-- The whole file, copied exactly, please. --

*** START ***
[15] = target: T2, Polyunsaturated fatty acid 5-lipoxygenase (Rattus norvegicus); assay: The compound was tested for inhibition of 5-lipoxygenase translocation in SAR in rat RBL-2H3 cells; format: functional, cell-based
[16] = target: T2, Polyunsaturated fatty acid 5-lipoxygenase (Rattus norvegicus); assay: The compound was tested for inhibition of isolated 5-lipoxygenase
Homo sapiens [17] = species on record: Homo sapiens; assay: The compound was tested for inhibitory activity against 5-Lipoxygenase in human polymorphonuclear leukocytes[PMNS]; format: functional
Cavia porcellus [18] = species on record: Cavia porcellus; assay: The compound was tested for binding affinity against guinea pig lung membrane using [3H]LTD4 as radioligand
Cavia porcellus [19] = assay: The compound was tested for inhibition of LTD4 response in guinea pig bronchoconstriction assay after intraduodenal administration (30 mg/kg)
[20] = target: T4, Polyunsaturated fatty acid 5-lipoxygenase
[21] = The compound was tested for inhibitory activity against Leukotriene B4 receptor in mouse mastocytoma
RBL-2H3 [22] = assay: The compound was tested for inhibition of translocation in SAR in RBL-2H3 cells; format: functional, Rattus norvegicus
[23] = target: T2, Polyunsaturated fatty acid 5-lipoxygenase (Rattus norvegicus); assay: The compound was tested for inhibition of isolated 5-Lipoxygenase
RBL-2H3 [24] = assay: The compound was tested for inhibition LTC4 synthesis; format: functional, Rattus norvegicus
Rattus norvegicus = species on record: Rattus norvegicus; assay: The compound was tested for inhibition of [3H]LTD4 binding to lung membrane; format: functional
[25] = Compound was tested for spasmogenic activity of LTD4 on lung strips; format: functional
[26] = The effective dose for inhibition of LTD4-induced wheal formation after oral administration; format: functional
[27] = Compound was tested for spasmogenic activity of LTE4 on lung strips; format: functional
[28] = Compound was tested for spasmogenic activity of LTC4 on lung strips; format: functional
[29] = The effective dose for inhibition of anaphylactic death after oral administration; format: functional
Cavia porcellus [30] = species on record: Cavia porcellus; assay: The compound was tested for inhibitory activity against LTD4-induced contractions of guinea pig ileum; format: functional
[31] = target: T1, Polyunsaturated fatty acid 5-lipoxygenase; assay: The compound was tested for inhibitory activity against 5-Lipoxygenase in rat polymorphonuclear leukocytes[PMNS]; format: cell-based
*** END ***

[15] = target: T2, Polyunsaturated fatty acid 5-lipoxygenase (Rattus norvegicus); assay: The compound was tested for inhibition of 5-lipoxygenase translocation in SAR in rat RBL-2H3 cells; format: functional, cell-based
[16] = target: T2, Polyunsaturated fatty acid 5-lipoxygenase (Rattus norvegicus); assay: The compound was tested for inhibition of isolated 5-lipoxygenase
Homo sapiens [17] = species on record: Homo sapiens; assay: The compound was tested for inhibitory activity against 5-Lipoxygenase in human polymorphonuclear leukocytes[PMNS]; format: functional
Cavia porcellus [18] = species on record: Cavia porcellus; assay: The compound was tested for binding affinity against guinea pig lung membrane using [3H]LTD4 as radioligand
Cavia porcellus [19] = assay: The compound was tested for inhibition of LTD4 response in guinea pig bronchoconstriction assay after intraduodenal administration (30 mg/kg)
[20] = target: T4, Polyunsaturated fatty acid 5-lipoxygenase
[21] = The compound was tested for inhibitory activity against Leukotriene B4 receptor in mouse mastocytoma
RBL-2H3 [22] = assay: The compound was tested for inhibition of translocation in SAR in RBL-2H3 cells; format: functional, Rattus norvegicus
[23] = target: T2, Polyunsaturated fatty acid 5-lipoxygenase (Rattus norvegicus); assay: The compound was tested for inhibition of isolated 5-Lipoxygenase
RBL-2H3 [24] = assay: The compound was tested for inhibition LTC4 synthesis; format: functional, Rattus norvegicus
Rattus norvegicus = species on record: Rattus norvegicus; assay: The compound was tested for inhibition of [3H]LTD4 binding to lung membrane; format: functional
[25] = Compound was tested for spasmogenic activity of LTD4 on lung strips; format: functional
[26] = The effective dose for inhibition of LTD4-induced wheal formation after oral administration; format: functional
[27] = Compound was tested for spasmogenic activity of LTE4 on lung strips; format: functional
[28] = Compound was tested for spasmogenic activity of LTC4 on lung strips; format: functional
[29] = The effective dose for inhibition of anaphylactic death after oral administration; format: functional
Cavia porcellus [30] = species on record: Cavia porcellus; assay: The compound was tested for inhibitory activity against LTD4-induced contractions of guinea pig ileum; format: functional
[31] = target: T1, Polyunsaturated fatty acid 5-lipoxygenase; assay: The compound was tested for inhibitory activity against 5-Lipoxygenase in rat polymorphonuclear leukocytes[PMNS]; format: cell-based